How to Choose an ENS Solution, Part 5: The Critical Feature that Many Providers Ignore

Last month, we kicked off our “how to choose an emergency notification system” series by examining a basic truth: the ENS market is largely commoditized. Evaluate five emergency notification system vendors, and you’ll likely hear the same story five times.

Dig deeper, however, and you’ll find pretty dramatic differences in everything from pricing models to capabilities to feature sets (explore our Buyer’s Guide for an in-depth comparison.) We’ve looked at three of those differentiators so far: personal privacy protection, mobile-friendliness, and hotline functionality. Today, we’ll finish strong with a feature that’s incredibly important yet strangely absent from many ENS providers’ offerings: service level agreements.

A service level agreement, usually shortened to SLA, is “a contract between a service provider and the end user that defines the level of service expected from the service provider.” In other words, it’s an agreement that the service that the customer is paying for will be available when they need it. For most software-as-a-service (SaaS) solutions, like AlertFind, SLAs typically center around uptime. The service provider promises that the software will be available for a certain percentage of the time and agrees to compensate the customer if that’s not the case.

SLAs are industry standard, and it’s easy to see why; a SaaS product won’t get you very far if it’s never available. For emergency notification systems, reliability is especially critical. Your ENS must be available at the precise moment that you need it – during an emergency or other unplanned event – or it is quite literally worthless.

Given these circumstances, you would assume that SLAs would be front and center on every emergency notification system contract. Bizarrely, you would be wrong. In our recent analysis of publically available contracts from six leading ENS vendors, only two even mentioned SLAs. At the other end of the spectrum, a separate ENS provider promises 100% uptime. Both of these scenarios – ignoring SLAs altogether and making promises you can’t keep – are serious red flags.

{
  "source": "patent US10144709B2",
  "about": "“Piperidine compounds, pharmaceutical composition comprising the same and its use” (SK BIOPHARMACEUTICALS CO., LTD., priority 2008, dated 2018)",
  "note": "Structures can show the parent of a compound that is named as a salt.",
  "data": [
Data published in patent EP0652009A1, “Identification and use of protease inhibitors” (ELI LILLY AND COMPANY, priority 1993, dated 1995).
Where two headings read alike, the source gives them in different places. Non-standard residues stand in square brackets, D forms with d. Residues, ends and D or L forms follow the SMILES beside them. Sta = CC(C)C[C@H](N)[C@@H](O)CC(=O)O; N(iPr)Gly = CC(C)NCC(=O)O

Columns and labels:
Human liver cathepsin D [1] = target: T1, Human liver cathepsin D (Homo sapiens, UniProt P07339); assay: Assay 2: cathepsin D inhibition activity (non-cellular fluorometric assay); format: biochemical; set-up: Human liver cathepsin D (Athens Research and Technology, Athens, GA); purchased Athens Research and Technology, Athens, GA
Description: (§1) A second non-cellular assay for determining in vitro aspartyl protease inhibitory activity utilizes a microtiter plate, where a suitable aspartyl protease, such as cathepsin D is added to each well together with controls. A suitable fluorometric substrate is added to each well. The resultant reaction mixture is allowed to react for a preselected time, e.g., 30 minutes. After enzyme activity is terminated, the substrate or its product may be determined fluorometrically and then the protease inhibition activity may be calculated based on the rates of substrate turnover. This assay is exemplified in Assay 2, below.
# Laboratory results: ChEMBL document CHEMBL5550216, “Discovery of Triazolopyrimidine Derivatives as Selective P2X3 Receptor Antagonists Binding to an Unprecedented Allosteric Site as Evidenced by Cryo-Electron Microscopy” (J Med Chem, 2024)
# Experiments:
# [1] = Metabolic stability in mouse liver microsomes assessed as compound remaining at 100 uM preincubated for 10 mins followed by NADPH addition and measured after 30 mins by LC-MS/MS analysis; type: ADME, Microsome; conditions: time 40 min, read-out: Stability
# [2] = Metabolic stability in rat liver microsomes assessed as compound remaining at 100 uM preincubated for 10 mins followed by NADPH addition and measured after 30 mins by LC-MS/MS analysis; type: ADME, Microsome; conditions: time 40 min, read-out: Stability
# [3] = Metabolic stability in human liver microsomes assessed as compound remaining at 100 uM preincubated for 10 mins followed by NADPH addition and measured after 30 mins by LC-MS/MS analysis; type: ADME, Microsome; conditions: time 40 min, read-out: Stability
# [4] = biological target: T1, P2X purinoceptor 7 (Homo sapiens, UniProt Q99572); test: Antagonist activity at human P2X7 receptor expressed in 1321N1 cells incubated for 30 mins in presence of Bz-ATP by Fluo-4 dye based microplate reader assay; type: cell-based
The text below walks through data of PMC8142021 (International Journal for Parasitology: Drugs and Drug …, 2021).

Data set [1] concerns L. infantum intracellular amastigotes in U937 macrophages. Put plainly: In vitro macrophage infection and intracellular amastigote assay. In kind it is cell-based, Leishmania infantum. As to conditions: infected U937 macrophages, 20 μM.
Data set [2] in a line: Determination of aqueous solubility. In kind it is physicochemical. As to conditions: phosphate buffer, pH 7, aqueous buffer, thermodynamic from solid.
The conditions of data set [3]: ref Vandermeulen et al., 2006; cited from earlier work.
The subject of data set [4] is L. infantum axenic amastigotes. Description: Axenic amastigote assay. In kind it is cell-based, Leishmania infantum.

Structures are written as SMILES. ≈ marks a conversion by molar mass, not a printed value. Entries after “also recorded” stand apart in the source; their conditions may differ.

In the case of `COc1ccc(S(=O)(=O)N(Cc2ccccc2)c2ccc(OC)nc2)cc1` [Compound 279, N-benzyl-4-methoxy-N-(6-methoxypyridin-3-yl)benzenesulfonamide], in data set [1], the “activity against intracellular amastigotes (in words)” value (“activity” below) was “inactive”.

When choosing an emergency notification system, ensure that the service level agreement is not only included but closely specified. Start with these questions:

1. What is your exact agreed-upon uptime?

Get the number in writing. AlertFind, for instance, offers a guaranteed SLA of 99.5% availability.

2. How do you support your SLA?

What makes the provider confident in its reliability? At AlertFind, we feel secure in our 99.999% SLA because we are deployed on the highly-available Amazon Web Services.

3. What happens if you don’t meet it?

It should be clear how the ENS vendor will compensate you if they fail to support their stated SLA. We put our money where our mouth is by offering prorated monthly refunds to any customers impacted by unanticipated downtime (not including service upgrades or Internet-related downtime outside AlertFind’s control.)

For emergency notification systems, SLAs aren’t a nice-to-have: they are an in-writing guarantee that the service will be there when and where you need it. The lack of a service level agreement suggests a lack of confidence in the provider’s availability and reliability. If you only ask one question to distinguish the capabilities of one ENS from another, make it about SLAs. When disaster strikes, you’ll be glad you did.

You are well on your way toward protecting your staff and organization.

Take the next step toward protecting your organization by learning more about emergency notification systems and the vital role they play in your emergency preparedness plan.